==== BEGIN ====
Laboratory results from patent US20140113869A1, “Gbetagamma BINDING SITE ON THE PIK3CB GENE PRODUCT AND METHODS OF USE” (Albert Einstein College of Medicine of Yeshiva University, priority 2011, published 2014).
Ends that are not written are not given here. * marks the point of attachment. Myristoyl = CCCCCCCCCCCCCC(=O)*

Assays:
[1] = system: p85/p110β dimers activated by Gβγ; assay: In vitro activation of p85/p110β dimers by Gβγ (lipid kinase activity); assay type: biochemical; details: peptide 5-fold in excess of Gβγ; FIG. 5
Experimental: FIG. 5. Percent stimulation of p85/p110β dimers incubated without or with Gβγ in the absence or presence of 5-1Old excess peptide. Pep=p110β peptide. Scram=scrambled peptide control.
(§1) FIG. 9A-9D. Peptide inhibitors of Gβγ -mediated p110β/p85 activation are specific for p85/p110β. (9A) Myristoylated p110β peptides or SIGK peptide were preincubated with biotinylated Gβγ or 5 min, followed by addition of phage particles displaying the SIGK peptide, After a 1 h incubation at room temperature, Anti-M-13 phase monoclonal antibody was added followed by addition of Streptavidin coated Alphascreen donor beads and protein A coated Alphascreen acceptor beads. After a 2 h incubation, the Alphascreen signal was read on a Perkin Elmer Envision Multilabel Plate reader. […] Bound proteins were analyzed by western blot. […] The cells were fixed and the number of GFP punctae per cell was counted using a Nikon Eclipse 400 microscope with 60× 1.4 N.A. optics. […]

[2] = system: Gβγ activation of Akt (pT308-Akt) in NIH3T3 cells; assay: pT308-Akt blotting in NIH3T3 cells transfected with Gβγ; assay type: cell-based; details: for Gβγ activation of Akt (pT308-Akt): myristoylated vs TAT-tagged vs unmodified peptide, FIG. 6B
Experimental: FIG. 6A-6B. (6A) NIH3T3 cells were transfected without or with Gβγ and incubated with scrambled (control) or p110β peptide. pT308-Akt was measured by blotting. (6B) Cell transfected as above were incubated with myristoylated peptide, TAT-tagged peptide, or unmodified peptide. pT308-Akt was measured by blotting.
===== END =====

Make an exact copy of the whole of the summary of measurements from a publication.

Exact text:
Laboratory results from patent US20140113869A1, “Gbetagamma BINDING SITE ON THE PIK3CB GENE PRODUCT AND METHODS OF USE” (Albert Einstein College of Medicine of Yeshiva University, priority 2011, published 2014).
Ends that are not written are not given here. * marks the point of attachment. Myristoyl = CCCCCCCCCCCCCC(=O)*

Assays:
[1] = system: p85/p110β dimers activated by Gβγ; assay: In vitro activation of p85/p110β dimers by Gβγ (lipid kinase activity); assay type: biochemical; details: peptide 5-fold in excess of Gβγ; FIG. 5
Experimental: FIG. 5. Percent stimulation of p85/p110β dimers incubated without or with Gβγ in the absence or presence of 5-1Old excess peptide. Pep=p110β peptide. Scram=scrambled peptide control.
(§1) FIG. 9A-9D. Peptide inhibitors of Gβγ -mediated p110β/p85 activation are specific for p85/p110β. (9A) Myristoylated p110β peptides or SIGK peptide were preincubated with biotinylated Gβγ or 5 min, followed by addition of phage particles displaying the SIGK peptide, After a 1 h incubation at room temperature, Anti-M-13 phase monoclonal antibody was added followed by addition of Streptavidin coated Alphascreen donor beads and protein A coated Alphascreen acceptor beads. After a 2 h incubation, the Alphascreen signal was read on a Perkin Elmer Envision Multilabel Plate reader. […] Bound proteins were analyzed by western blot. […] The cells were fixed and the number of GFP punctae per cell was counted using a Nikon Eclipse 400 microscope with 60× 1.4 N.A. optics. […]

[2] = system: Gβγ activation of Akt (pT308-Akt) in NIH3T3 cells; assay: pT308-Akt blotting in NIH3T3 cells transfected with Gβγ; assay type: cell-based; details: for Gβγ activation of Akt (pT308-Akt): myristoylated vs TAT-tagged vs unmodified peptide, FIG. 6B
Experimental: FIG. 6A-6B. (6A) NIH3T3 cells were transfected without or with Gβγ and incubated with scrambled (control) or p110β peptide. pT308-Akt was measured by blotting. (6B) Cell transfected as above were incubated with myristoylated peptide, TAT-tagged peptide, or unmodified peptide. pT308-Akt was measured by blotting.